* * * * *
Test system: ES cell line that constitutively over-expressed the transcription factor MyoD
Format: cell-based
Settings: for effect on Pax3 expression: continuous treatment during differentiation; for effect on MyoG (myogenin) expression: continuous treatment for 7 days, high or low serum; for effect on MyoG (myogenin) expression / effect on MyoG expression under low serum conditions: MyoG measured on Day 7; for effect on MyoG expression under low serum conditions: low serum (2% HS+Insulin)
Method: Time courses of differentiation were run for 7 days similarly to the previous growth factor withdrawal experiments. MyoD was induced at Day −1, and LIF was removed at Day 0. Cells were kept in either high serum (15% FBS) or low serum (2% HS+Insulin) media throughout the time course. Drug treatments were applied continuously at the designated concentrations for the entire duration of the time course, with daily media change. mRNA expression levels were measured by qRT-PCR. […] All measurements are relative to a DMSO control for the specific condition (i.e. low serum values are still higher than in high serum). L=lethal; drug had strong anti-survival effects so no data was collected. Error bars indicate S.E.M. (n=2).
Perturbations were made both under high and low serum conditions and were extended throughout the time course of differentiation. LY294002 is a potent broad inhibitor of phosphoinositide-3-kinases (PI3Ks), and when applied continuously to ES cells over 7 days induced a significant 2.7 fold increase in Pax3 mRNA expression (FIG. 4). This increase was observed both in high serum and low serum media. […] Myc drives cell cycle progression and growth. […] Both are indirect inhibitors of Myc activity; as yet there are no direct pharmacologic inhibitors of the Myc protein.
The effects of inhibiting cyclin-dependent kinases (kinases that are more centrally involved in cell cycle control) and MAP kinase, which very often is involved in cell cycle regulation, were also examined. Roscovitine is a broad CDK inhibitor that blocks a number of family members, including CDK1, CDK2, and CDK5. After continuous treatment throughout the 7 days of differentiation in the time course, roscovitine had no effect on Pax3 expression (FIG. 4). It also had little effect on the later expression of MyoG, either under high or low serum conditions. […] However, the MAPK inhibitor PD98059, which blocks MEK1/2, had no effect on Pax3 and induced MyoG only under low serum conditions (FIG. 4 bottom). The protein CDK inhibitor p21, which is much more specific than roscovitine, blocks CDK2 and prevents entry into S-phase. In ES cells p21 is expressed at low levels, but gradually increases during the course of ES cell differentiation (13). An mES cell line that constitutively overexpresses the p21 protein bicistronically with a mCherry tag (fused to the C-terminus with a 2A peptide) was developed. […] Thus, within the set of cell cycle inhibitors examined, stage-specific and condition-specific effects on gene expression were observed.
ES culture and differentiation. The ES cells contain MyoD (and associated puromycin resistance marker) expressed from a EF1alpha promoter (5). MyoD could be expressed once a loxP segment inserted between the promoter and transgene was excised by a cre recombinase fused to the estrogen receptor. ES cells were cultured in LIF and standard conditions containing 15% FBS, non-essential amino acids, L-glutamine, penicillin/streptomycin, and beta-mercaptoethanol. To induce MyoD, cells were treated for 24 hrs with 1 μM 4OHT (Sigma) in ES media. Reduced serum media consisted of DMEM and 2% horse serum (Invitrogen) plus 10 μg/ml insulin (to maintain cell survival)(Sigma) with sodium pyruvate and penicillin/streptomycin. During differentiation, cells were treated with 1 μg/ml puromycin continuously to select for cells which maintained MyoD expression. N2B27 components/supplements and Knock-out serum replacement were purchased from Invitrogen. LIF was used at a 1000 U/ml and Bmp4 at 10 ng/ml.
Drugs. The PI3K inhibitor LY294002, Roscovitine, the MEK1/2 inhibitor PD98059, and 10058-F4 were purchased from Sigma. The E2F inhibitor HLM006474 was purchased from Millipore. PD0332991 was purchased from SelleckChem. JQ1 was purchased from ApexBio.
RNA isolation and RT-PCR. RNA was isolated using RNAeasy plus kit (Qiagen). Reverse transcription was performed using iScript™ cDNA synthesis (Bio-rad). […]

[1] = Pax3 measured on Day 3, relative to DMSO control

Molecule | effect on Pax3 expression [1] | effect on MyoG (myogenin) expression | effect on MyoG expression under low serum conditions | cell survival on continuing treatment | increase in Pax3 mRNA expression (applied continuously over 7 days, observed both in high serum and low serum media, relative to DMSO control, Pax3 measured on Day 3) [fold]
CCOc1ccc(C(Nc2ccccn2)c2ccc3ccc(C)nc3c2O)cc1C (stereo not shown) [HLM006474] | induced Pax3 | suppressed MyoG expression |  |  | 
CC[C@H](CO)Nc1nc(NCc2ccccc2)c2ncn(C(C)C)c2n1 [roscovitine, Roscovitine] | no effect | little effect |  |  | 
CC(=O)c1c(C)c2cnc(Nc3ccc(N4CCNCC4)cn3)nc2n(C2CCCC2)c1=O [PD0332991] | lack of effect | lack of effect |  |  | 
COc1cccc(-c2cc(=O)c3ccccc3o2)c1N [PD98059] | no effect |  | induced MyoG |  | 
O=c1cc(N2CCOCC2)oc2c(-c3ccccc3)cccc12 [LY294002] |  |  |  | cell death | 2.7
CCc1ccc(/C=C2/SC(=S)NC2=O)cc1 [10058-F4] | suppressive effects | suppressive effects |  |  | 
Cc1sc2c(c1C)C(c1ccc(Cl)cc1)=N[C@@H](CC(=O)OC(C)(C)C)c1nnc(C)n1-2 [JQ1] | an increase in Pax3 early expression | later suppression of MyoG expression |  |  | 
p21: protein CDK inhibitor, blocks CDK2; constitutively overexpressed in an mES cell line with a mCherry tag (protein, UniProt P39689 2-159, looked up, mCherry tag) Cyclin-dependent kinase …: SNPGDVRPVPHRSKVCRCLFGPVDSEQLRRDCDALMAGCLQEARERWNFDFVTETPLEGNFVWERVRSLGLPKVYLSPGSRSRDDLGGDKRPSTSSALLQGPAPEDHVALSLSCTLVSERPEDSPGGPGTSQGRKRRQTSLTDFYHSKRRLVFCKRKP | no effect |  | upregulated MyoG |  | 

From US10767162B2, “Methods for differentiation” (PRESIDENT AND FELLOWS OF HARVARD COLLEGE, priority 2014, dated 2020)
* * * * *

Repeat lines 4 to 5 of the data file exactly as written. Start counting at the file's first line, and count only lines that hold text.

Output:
Method: Time courses of differentiation were run for 7 days similarly to the previous growth factor withdrawal experiments. MyoD was induced at Day −1, and LIF was removed at Day 0. Cells were kept in either high serum (15% FBS) or low serum (2% HS+Insulin) media throughout the time course. Drug treatments were applied continuously at the designated concentrations for the entire duration of the time course, with daily media change. mRNA expression levels were measured by qRT-PCR. […] All measurements are relative to a DMSO control for the specific condition (i.e. low serum values are still higher than in high serum). L=lethal; drug had strong anti-survival effects so no data was collected. Error bars indicate S.E.M. (n=2).
Perturbations were made both under high and low serum conditions and were extended throughout the time course of differentiation. LY294002 is a potent broad inhibitor of phosphoinositide-3-kinases (PI3Ks), and when applied continuously to ES cells over 7 days induced a significant 2.7 fold increase in Pax3 mRNA expression (FIG. 4). This increase was observed both in high serum and low serum media. […] Myc drives cell cycle progression and growth. […] Both are indirect inhibitors of Myc activity; as yet there are no direct pharmacologic inhibitors of the Myc protein.